Home>IEEE standards>IEEE 24774-2012 pdf free

IEEE 24774-2012 pdf free

IEEE 24774-2012 pdf free.lEEE Guide-Adoption of ISO/IEC TR 24774:2010 Systems and Software Engineering-Life Cycle Management- Guidelines for Process Description.
Not all elements need to be treated in all standards. Some standards will treat only process Title, Purpose, and Outcomes, for example, leaving the activities for further elaboration by other standards.
The goals and objectives of performing a process can be described by using the elements of Title, Purpose, and Outcomes. These elements are used to describe intended results without the necessity of performing structural decomposition of the process. Processes defined using Title, Purpose, and Outcomes provide a common starting point for process implementation and process assessment.
NOTE The distinction between a process and a procedure is a simple one. A procedure is a set of steps to be followed that, when completed, might or might not achieve the intended obectlve. This is similar to following a recipe when cooking. On the other hand, a process is executed wtth knowledge of the intended purpose and outcomes to achieve the desired result.
3.2 The title element
The title of a process description is a short noun phrase that presents a descriptive heading for the process. The title identifies the principle concern of the process and distinguishes the process from other processes in the model. Because of the latter criterion, it may sometimes be necessary to change the title of a process. For example, one might have a “software design process” which is later renamed as a “software detailed design process” to distinguish it from a newly-invented “software architectural design process”.
NOTE I Process descriptions may be used both to describe generic objects of a particular type (for example “pfoiect management process”), and to describe a partictiar instance of a generic type (for example “protect management process for proiect A”). For a process model or a standard the type description is sufficient, but in other cases (for example project planning) generic process types are instantiated with respect to resources and time. When both generic types and particular instances are described, in order to differentiate between the two a typographical convention may be adopted (for example the title of the specific instance may be set in italic font).
NOTE 2 The intent is to give a title not a summary. Noun-verb or verb-noun phrases lead to an attempt to summarise the purpose or process so that the title can stand for the purpose. This is often misleading. A descriptive noun phrase – the name of the process – is less open to misinterpretation and the temptation to let it stand in for the purpose.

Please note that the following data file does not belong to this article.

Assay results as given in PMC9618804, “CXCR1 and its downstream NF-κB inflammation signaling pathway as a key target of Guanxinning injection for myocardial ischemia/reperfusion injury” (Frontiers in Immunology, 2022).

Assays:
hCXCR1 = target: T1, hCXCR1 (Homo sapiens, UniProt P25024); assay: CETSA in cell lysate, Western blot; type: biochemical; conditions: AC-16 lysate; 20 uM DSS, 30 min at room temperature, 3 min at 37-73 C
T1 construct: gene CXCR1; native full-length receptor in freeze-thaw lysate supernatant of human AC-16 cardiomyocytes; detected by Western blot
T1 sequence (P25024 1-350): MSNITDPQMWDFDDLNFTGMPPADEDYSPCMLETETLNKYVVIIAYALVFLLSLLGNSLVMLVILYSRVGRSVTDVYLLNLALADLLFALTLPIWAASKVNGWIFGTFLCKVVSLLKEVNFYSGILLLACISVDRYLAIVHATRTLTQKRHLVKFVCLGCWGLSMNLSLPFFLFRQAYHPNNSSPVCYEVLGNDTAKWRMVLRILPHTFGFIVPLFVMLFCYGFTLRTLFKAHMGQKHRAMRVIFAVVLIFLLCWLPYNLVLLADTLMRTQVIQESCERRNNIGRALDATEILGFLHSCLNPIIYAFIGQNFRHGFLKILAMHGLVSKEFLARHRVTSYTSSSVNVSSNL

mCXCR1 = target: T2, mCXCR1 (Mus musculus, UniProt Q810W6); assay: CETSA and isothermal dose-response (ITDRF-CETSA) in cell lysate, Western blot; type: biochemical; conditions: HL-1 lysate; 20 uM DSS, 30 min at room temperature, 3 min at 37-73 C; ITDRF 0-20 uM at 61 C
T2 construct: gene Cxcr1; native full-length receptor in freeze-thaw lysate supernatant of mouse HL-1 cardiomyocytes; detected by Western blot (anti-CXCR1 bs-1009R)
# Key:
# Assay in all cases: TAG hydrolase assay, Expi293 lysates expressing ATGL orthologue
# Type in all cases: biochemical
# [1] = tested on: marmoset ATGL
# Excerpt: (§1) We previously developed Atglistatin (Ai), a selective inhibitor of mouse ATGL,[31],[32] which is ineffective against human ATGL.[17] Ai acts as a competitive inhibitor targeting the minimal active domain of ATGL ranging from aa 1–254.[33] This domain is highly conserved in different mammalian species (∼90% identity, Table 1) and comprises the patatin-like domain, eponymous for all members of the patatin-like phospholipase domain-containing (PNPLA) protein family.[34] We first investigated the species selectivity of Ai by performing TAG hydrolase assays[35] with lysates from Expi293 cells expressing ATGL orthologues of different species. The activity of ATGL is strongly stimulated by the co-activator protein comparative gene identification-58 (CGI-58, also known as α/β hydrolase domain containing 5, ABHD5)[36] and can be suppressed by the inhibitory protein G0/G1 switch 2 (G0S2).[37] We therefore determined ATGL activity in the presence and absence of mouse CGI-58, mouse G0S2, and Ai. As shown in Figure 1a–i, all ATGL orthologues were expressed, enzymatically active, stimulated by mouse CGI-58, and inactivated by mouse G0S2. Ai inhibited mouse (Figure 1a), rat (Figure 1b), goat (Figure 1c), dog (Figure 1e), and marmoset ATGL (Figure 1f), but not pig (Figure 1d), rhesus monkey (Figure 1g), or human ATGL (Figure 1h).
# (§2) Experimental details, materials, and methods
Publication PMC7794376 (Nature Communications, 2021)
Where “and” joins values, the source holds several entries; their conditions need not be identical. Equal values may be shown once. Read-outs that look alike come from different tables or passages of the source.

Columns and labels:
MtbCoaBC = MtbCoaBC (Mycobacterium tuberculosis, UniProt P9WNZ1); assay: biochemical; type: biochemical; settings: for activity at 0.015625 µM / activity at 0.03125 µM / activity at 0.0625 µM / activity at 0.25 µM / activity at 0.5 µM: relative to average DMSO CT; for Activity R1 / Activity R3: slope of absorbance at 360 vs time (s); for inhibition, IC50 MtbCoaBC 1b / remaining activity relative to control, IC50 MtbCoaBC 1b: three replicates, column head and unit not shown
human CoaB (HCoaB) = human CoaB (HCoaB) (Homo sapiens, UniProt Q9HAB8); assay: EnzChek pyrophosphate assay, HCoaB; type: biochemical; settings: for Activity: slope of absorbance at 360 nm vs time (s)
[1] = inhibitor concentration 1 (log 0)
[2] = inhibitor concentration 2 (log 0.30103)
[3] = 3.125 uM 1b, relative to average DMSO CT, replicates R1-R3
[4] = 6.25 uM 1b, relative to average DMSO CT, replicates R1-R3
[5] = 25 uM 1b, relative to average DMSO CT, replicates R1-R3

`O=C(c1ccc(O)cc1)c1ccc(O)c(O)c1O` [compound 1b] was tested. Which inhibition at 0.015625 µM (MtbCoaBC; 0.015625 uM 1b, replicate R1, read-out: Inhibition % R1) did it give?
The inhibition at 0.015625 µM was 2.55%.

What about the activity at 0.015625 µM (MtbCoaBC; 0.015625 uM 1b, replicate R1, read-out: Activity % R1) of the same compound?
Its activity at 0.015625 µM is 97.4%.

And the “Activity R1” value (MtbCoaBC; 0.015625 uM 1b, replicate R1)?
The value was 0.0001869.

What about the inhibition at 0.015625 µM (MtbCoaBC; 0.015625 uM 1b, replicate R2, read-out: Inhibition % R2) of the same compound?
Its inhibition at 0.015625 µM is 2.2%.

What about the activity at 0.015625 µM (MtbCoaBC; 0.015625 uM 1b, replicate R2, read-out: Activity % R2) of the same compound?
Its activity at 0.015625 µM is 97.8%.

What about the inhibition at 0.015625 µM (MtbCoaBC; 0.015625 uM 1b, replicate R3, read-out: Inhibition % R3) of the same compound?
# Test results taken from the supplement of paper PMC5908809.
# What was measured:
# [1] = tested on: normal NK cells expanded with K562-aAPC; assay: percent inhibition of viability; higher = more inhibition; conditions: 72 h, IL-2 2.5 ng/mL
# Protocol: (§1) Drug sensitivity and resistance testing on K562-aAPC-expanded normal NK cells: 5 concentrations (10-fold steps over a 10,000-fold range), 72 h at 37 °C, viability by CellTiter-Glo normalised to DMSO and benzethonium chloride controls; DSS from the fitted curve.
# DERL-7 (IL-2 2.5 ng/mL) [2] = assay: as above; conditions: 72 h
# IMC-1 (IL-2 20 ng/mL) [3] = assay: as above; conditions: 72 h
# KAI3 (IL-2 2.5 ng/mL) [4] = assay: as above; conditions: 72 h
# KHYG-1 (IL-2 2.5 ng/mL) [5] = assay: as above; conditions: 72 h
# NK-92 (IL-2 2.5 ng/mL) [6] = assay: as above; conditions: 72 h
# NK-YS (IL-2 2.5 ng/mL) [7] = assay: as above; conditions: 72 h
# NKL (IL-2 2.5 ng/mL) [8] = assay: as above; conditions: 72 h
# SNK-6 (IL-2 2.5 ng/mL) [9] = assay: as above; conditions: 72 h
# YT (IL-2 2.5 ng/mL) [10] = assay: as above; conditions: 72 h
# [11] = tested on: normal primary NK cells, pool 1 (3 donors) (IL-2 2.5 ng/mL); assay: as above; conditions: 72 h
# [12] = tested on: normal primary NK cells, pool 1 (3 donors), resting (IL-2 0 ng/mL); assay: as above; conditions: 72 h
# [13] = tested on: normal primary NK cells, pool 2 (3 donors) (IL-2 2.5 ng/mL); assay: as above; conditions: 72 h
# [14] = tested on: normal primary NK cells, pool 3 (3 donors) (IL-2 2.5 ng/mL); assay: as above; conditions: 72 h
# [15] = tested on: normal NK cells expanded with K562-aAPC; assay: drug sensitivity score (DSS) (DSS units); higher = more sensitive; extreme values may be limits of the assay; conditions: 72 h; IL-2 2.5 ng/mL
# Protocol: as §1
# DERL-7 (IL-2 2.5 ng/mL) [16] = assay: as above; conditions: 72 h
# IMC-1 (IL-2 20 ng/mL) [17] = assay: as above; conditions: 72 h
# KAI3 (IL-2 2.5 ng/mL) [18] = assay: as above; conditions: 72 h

3.3 The purpose element
The purpose of the process is stated as a high level, overall goal for performing the process. In cases where processes might be thought to overlap, the purpose should be used to characterize the scope or bounds of the process.
Whenever possible, the purpose should be succinctly captured in a single sentence. Summarizing the activities or outcomes of the process in the purpose statement should be avoided. Use of the conjunction “and” to connect multiple clauses should be avoided as it would indicate that the description is being written as an aggregation of marginally-related outcomes rather than as a statement of a single purpose. The purpose element shall begin with the words, “The purpose of the xxx process is…”. The phrase. “in order to” may be useful In recording the objective of the process.
If any further explanation of the purpose of a process is desirable, it should be placed in informahve Notes.
3.4 The outcomes element
An outcome is an observable result of the successful achievement of the process purpose. Outcomes are measurable, tangible, technical or business results that are achieved by a process. for example the results that are used by other processes. Outcomes are observable and assessable.
Outcomes should be differentiated from benefits, which are positive achievements from the execution of a process, often spread broadly across the business and not necessarily related to the technical or business intent of executing a process, Benefits are not usually assessable, or at least not assessable using process assessment approaches. A benefit might provide the motivation to execute a process. but it might not be the primary reason to do so. Benefits may be described in an informative note to the purpose statement.
a) The list of outcomes associated with a process shall be prefaced by the text, As a result of successful implementation of this process…”.
b) An outcome shall be phrased as a declarative sentence using a verb in the present tense. For example, if the preceding sentence was phrased as an outcome, it might read, “Outcomes are phrased as dedarative sentences using verbs in the present tense.” Typically, the verb is “is” or “are” although others may be used when appropriate.
c) Outcomes should be expressed in terms of a positive, observable objective, e.g. the production of an artefact, the provision of a service, a significant change of state, the successful maintenance of a desired state (e.g. safety), or the meeting of specified constraints (such as requirements, goals, etc).
d) Outcome statements should be no longer than two lines of text, about twenty words.
e) The number of outcomes for a process should fall within the range 3 to 7.
f) Although an outcome should express an observable result, it is not necessary to express the outcome as the production of a document, record of other item of information.
g) An outcome should express a single result, Hence, the use of the word and” or and/or” to conjoin clauses should be avoided; such constructions are better expressed as multiple outcomes.IEEE 24774 pdf free download.

Related PowerPoint Templates

Template Categories